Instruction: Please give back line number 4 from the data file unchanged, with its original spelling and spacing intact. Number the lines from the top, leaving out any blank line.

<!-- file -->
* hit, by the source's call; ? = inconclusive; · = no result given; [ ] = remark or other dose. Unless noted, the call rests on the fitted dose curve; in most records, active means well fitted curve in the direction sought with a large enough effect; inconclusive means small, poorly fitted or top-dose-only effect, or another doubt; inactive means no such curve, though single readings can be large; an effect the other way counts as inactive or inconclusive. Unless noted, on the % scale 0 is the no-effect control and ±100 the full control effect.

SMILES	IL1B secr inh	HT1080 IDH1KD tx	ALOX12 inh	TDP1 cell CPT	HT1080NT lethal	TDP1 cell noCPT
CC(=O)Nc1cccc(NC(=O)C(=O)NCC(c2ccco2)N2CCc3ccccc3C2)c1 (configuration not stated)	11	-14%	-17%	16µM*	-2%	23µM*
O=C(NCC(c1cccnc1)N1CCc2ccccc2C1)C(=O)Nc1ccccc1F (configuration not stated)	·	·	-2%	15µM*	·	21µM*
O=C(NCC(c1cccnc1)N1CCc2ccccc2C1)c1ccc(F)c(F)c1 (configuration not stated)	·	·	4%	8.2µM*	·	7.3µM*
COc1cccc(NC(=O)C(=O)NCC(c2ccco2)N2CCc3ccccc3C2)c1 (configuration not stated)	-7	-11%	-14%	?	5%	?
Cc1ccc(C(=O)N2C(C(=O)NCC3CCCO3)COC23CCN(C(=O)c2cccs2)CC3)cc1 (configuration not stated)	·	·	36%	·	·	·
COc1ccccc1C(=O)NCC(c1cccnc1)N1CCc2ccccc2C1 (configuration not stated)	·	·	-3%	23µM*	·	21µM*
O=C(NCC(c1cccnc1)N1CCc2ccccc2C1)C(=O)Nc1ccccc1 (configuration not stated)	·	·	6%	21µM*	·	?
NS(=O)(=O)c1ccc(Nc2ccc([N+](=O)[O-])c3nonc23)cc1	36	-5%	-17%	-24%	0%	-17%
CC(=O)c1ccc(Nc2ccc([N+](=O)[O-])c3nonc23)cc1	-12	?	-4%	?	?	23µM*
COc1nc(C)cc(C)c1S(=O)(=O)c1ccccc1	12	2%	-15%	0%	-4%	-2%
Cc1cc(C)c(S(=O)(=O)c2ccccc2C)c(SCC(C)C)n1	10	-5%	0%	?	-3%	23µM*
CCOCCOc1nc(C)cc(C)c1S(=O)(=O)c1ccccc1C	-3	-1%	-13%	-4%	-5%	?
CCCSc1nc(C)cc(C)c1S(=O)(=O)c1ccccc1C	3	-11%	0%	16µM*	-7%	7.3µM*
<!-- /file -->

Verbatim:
O=C(NCC(c1cccnc1)N1CCc2ccccc2C1)C(=O)Nc1ccccc1F (configuration not stated)	·	·	-2%	15µM*	·	21µM*